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November 2020

Absolute Grace and Acceptance

I loved this by Richard Rohr today.

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Absolute Grace and Acceptance

After high school seminary, my [Richard’s] next step toward becoming a Franciscan was a year-long novitiate in Cincinnati, Ohio. In those days we knelt a lot. I had calluses on my knees because we knelt so much. It was not modern spirituality, but it was a wonderful container that kept me in myself, in my inner world, in the silence. Most of the day we had to keep quiet. This was a medieval novitiate still based on asceticism. Before Vatican II, the Catholic Church was still law-based, disconnected from experience, and not incarnational. It all circled around priests and their ministrations.

I was nineteen years old and trying to be the most fervent student possible: on time, clean, reverent, and respectful, like a Boy Scout. “Yes, Father. No, Father. Whatever you want, Father.” I’d had such a good father, and I knew how to be a good son. I didn’t have the usual opposition toward authority figures, but I was still going crazy with trying to be perfect. Fortunately, over time, I discovered it was my definition of perfection, not God’s, so I learned not to take it too seriously. Everyone creates their own definition of perfection that they try to live up to, and then they experience the illusion that they’re either perfectly wonderful or completely inadequate.

Sometime in the middle of that year, I was kneeling in the choir in the Franciscan community’s novitiate house on Colerain Avenue. Suddenly, I felt chains fly in all directions. The Scripture that I had read that day was Philippians 3:7­–9: “What I once considered an asset, now I consider a liability. The law that I thought was going to save me, now is my curse” (my paraphrase). Not coincidentally, I had just read the autobiography of Thérèse of Lisieux. She can change anybody.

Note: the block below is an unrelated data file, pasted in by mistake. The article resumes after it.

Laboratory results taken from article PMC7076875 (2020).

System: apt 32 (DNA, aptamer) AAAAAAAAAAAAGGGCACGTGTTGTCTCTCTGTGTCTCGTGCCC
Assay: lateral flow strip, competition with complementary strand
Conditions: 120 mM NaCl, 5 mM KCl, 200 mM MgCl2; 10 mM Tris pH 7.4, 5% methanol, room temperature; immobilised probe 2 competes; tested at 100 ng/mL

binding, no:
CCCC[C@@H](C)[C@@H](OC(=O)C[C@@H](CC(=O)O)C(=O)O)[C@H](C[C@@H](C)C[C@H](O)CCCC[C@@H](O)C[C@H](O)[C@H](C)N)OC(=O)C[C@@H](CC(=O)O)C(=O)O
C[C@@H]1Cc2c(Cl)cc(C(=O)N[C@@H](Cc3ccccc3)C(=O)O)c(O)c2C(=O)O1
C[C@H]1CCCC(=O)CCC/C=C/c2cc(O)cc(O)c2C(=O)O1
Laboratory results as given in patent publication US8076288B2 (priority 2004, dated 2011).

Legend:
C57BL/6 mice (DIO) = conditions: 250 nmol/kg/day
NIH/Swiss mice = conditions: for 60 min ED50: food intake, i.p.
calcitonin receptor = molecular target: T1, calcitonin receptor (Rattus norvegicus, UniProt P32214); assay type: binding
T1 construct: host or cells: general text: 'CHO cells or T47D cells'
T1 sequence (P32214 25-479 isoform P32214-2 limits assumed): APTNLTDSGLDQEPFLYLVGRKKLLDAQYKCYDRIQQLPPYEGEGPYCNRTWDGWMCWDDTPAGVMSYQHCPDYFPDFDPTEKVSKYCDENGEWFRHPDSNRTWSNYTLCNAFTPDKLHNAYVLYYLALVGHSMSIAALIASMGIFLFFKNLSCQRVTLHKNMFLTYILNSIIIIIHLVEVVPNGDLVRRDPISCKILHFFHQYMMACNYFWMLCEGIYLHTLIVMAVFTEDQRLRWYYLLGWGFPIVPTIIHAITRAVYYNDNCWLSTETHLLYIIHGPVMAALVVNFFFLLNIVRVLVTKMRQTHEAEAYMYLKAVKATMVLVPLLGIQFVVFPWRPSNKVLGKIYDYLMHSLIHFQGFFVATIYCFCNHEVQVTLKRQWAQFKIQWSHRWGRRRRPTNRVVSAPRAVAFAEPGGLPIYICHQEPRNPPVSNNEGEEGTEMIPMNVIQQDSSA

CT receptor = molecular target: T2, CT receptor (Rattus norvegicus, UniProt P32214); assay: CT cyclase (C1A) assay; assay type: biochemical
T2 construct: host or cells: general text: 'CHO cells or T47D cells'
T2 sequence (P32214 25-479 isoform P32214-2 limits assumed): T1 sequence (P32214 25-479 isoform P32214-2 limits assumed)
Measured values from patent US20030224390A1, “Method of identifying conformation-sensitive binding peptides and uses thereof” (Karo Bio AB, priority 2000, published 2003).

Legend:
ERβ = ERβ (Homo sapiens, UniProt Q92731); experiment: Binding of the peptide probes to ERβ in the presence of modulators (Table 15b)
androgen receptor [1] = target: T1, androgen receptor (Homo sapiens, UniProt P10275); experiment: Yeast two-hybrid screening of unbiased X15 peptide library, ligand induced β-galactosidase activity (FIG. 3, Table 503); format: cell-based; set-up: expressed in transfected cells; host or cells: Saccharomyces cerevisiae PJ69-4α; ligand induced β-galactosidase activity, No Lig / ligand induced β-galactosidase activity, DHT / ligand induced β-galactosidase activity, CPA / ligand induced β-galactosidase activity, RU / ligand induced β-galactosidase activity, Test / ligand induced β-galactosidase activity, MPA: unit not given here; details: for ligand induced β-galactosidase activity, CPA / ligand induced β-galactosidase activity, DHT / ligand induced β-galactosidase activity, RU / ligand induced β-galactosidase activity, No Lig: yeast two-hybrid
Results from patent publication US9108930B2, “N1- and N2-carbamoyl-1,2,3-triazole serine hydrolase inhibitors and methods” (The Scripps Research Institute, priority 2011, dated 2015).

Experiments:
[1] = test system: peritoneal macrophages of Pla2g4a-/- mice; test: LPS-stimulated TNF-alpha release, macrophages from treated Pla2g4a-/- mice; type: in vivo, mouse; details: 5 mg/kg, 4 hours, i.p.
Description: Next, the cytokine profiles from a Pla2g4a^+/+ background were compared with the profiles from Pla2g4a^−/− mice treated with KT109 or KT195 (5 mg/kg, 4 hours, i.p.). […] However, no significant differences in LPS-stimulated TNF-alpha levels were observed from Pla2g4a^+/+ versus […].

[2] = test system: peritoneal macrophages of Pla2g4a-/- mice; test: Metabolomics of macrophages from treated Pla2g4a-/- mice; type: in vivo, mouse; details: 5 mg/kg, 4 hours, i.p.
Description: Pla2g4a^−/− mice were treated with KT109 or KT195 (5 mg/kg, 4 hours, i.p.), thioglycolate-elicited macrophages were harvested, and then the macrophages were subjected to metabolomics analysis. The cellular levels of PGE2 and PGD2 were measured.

Suddenly, I knew that God’s love did not depend on me following all these laws and mandates or being worthy. I knew I wasn’t worthy, and yet here I was experiencing absolute grace and absolute acceptance. The whole system I’d grown up with had implied that God will love us if we change. That day I realized God’s love enables and energizes us to change.

I already had that boyhood secret discovered gratuitously in front of the Christmas tree: where I felt I had been taken over to another world, which was really this world as it truly is. I’d realized, “My God, this is inside of what everybody is living, and they don’t see it!” Now once again, I somehow knew that I was good, God is good, life is good. And I didn’t have to achieve that goodness by any performance whatsoever. At that point, I was—like a good Lutheran—saved by grace. Grace was everything!

In one moment, I got the Gospel! And I knew it had nothing to do with legalism, priestcraft, or punitiveness. I hadn’t studied theology yet, so I had no intellectual foundation by which to justify it, but I just knew that everything was grace. I was very free—inside—after that. ~Richard Rohr